How can we help you today?

Go ahead and ask us anything.

See the KanBo newest version.

Date Dependencies Observation

Last modified:


When you work with card relations a lot, then you might easily lose track whether the deliverables such as child cards or cards in previous-next relation. Most of the time the work is supplied by other people or departments and it can quickly slip out of required time frames.

IMPORTANT: The Date Dependencies Observation works not only on card relations within a single Board but also across multiple Boards.


To catch quickly whether something will not be delivered within the required time all dependent parent and previous cards will be marked with yellow stripes, like that one:

Possible dependency issues:

Next and Previous card relations:

  • Next card starts before the previous card
  • Next card starts before the previous card ends
  • Next card ends before the previous card starts
  • Next card ends before the previous card

Child and Parent card relations

  • The child starts before the parent
  • The child ends before the parent starts
  • The child starts after parent ends
  • The child ends after parent

Relations do not have to be direct. For example, the date from the "grandchild" card (child of another child card) can be in conflict with the "grandfather" card (parent of another parent card). The same situation applies for cards that are "chained" by previous-next relations.

Example:

Parent and Child relation

You can see on the card front that it has 3 child cards of which 1 has been completed. It might be also possible that one of these 3 child cards has another child card that might be slipping the time frame of the parent card. To see exactly what is slipping we can find that out by opening the striped card and having a closer look at the date section of the card.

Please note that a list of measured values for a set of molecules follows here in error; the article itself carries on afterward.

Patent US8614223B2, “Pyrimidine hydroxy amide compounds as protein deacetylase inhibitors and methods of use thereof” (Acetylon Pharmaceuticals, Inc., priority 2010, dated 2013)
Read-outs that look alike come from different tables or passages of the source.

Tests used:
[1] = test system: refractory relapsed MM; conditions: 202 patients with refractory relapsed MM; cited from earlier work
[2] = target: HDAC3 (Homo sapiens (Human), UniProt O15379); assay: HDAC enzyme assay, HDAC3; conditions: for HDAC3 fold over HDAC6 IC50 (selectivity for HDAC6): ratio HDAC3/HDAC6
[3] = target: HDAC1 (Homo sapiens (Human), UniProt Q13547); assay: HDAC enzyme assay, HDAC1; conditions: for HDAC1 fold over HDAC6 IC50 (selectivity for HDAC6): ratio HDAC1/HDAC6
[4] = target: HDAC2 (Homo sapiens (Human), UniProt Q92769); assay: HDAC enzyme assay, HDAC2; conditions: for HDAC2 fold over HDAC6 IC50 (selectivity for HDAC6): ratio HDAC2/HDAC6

As you can see on the above image there is 1 date conflict (grey message under the due date). By clicking on the grey message with the date of conflicts you will be presented with a list of direct or indirect child cards that are have date conflicts described in the upper section of this article.


In this example, there is only one that exceeds the due date of the 28th of April by 5 days because its due date is on the 3rd of May.

TIP: To better understand in which card you are currently in, we have made it WHITE so you can easier recognize what the other card is because it is displayed in GREY color.

Hover over a conflicted date to see more information about the conflict.

In case of multiple conflicts, you will find a list of conflicts containing all information needed to understand the conflict.

Adjusting the date of the parent or child will make the stripes go away when child cards are finished before or on the exact due time point as the parent. The child card should also not start earlier than a parent card – this will also result in stripes because child cards should be done within the time frame of a parent.

The most convenient way to manage time dependencies is the Gantt chart, where you can adjust times using sliding and Drag & Drop.




Previous-Next relation

This card has only one relation - a next card. 

As you can see on the image below there is 1 date conflict (grey message under the due date). By clicking on the grey message with the date of conflicts you will be presented with a list of direct or indirect previous/next cards that are have date conflicts described in the upper section of this article.

In this case, there is only 1 next card that has its start date 9 days before the due date of previous card.

Hover over a conflicted date to see more information about the conflict.

 

Adjusting the date of the next or previous card will make the stripes go away when previous is finished before or on the exact due time point as the next card.


As in the Parent-Child relation described before in this article, here as well is the most convenient way to manage date dependencies by using the Gantt chart, where you can adjust times using sliding and Drag & Drop.


This article was helpful for 1 person. Is this article helpful for you?